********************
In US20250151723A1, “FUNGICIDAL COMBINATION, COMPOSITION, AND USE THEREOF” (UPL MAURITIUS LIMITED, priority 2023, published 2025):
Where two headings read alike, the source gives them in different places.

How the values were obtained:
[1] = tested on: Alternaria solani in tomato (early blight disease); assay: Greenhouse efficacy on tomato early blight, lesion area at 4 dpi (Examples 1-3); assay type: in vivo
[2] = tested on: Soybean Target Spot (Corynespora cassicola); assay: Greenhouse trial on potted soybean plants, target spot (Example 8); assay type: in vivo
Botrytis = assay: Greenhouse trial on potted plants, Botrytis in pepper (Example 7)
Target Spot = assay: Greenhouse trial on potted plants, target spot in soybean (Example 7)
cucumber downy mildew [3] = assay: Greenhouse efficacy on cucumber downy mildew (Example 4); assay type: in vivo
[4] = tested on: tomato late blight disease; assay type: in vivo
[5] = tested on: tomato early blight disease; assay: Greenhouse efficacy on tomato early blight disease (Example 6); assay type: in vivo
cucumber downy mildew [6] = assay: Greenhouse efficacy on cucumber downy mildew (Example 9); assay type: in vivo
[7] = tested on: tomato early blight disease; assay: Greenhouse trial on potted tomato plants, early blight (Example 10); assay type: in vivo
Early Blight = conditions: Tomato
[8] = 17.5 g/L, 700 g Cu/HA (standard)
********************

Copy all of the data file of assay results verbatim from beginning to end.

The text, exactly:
In US20250151723A1, “FUNGICIDAL COMBINATION, COMPOSITION, AND USE THEREOF” (UPL MAURITIUS LIMITED, priority 2023, published 2025):
Where two headings read alike, the source gives them in different places.

How the values were obtained:
[1] = tested on: Alternaria solani in tomato (early blight disease); assay: Greenhouse efficacy on tomato early blight, lesion area at 4 dpi (Examples 1-3); assay type: in vivo
[2] = tested on: Soybean Target Spot (Corynespora cassicola); assay: Greenhouse trial on potted soybean plants, target spot (Example 8); assay type: in vivo
Botrytis = assay: Greenhouse trial on potted plants, Botrytis in pepper (Example 7)
Target Spot = assay: Greenhouse trial on potted plants, target spot in soybean (Example 7)
cucumber downy mildew [3] = assay: Greenhouse efficacy on cucumber downy mildew (Example 4); assay type: in vivo
[4] = tested on: tomato late blight disease; assay type: in vivo
[5] = tested on: tomato early blight disease; assay: Greenhouse efficacy on tomato early blight disease (Example 6); assay type: in vivo
cucumber downy mildew [6] = assay: Greenhouse efficacy on cucumber downy mildew (Example 9); assay type: in vivo
[7] = tested on: tomato early blight disease; assay: Greenhouse trial on potted tomato plants, early blight (Example 10); assay type: in vivo
Early Blight = conditions: Tomato
[8] = 17.5 g/L, 700 g Cu/HA (standard)